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Applying New Rhetoric to law school pedagogy, this article suggests an ebb and flow of reader and writer, text and context drawn from New Rhetoric theory, research, and teaching practices. Almost all legal writing scholarship now focuses on some aspect of New Rhetoric. Yet it is likely that the product approach still prevails in the places where the papers are graded, in part because it is the more familiar and straightforward way that papers have always been graded. What follows is an initial attempt to more fully apply New Rhetoric theory and research to the teaching of legal reading and legal writing. The overall goal of the teaching practices described in the article is to encourage students to view their early readings and writings as tentative drafts that are open to change; to build in pauses when the student-as-reader or the student-as-writer can reflect on current meanings, goals, and plans; and to give students contextually based rhetorical choices to move forward. The article includes advice on reading reflectively, as expert readers do; on writing reflectively, by keeping a reflective journal; on planning in writing, through the zero draft; and on the many phases of revision, including the use of peer writing and reading groups.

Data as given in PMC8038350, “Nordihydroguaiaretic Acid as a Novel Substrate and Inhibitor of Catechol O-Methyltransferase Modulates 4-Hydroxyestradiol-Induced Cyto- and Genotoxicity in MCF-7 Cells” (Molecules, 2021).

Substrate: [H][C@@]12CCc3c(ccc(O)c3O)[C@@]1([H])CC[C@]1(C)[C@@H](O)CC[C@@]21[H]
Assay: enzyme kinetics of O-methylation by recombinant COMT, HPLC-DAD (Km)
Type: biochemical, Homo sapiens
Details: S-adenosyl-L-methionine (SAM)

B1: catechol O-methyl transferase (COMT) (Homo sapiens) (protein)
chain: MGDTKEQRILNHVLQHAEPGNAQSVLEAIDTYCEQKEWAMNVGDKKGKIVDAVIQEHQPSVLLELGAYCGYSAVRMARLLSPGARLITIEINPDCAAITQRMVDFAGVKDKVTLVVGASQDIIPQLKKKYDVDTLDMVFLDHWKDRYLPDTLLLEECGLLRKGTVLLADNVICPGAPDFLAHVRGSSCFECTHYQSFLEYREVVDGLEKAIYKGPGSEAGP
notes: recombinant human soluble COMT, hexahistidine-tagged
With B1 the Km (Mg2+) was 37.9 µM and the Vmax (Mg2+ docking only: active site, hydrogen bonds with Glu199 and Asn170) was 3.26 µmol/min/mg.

Publication Citation

49 J. Legal Educ. 155 (1999)